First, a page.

Modeling fluid flow through single fracture using experimental, stochastic, and simulation approaches
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This research presents an approach to accurately simulate flow experiments through a fractured core using experimental, stochastic, and simulation techniques. Very often, a fracture is assumed as a set of smooth parallel plates separated by a constant width. However, the flow characteristics of an actual fracture surface are quite different, affected by tortuosity and the impact of surface roughness. Though several researchers have discussed the effect of friction on flow reduction, their efforts lack corroboration from experimental data and have not converged to form a unified methodology for studying flow on a rough fracture surface. In this study, an integrated methodology involving experimental, stochastic, and numerical simulations that incorporate the fracture roughness and the friction factor is shown to describe flow through single fractures more efficiently. Laboratory experiments were performed to support the study in quantifying the flow contributions from the matrix and the fracture. The results were used to modify the cubic law through reservoir simulations. Observations suggest that the fracture apertures need to be distributed to accurately model the experimental results. The methodology successfully modeled fractured core experiments, which were earlier not possible using the parallel plate approach. A gravity drainage experiment using an X-ray CT scan of a fractured core has also validated the methodology.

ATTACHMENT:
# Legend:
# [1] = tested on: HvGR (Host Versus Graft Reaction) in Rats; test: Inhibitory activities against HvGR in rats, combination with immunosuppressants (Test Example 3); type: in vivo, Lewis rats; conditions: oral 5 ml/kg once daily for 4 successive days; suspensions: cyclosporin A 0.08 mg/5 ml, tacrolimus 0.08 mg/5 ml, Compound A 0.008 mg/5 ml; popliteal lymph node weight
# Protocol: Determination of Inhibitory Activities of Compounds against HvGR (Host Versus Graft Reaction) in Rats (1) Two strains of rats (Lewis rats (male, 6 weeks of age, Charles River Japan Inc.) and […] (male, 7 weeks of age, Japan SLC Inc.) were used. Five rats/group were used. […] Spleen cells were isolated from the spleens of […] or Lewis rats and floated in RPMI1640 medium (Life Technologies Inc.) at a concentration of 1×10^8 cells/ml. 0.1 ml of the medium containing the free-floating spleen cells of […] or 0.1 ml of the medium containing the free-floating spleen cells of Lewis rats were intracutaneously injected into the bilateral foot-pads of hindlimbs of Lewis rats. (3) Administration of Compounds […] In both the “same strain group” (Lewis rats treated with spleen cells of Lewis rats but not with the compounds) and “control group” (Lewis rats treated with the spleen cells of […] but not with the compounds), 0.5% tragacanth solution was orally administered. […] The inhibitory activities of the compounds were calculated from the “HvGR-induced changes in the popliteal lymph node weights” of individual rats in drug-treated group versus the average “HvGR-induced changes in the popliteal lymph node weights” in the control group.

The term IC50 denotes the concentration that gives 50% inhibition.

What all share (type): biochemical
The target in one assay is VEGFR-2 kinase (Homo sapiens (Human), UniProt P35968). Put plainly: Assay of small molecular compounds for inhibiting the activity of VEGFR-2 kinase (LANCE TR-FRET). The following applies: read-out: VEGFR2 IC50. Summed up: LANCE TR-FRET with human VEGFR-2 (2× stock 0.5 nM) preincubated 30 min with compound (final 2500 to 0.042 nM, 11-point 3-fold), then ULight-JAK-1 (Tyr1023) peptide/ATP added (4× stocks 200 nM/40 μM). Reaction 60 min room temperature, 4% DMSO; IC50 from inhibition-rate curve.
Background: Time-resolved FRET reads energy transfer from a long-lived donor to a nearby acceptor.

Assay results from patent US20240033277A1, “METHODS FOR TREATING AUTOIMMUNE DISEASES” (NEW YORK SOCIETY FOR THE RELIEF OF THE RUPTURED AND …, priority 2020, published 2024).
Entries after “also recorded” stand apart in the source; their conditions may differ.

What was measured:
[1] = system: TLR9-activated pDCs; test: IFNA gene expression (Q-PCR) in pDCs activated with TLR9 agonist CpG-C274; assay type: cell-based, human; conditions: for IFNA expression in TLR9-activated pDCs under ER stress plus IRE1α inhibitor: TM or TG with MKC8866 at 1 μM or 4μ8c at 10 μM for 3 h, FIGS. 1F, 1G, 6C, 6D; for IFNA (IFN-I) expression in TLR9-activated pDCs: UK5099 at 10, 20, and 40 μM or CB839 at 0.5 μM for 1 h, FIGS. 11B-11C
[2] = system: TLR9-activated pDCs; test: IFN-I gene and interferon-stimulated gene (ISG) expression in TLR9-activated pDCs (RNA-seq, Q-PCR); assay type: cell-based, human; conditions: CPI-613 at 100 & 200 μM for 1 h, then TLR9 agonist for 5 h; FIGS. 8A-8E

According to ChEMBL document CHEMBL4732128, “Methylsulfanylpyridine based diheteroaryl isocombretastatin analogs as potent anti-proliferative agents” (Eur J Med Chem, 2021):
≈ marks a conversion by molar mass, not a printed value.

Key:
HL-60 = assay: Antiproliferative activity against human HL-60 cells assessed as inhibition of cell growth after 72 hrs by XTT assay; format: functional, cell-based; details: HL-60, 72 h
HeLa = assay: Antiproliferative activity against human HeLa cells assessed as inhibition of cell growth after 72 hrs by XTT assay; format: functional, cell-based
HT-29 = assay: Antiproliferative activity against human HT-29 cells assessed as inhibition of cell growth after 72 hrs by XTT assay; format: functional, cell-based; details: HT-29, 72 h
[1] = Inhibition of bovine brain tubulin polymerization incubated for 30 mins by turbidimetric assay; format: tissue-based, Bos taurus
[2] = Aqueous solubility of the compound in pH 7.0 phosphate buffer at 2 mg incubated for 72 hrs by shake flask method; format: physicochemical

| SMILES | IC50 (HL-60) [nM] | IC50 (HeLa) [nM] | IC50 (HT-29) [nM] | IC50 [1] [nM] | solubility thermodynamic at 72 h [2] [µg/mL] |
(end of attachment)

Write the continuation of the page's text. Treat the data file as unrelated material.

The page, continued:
Alfred, Dicman (2003). Modeling fluid flow through single fracture using experimental, stochastic, and simulation approaches. Master's thesis, Texas A&M University. Texas A&M University. Available electronically from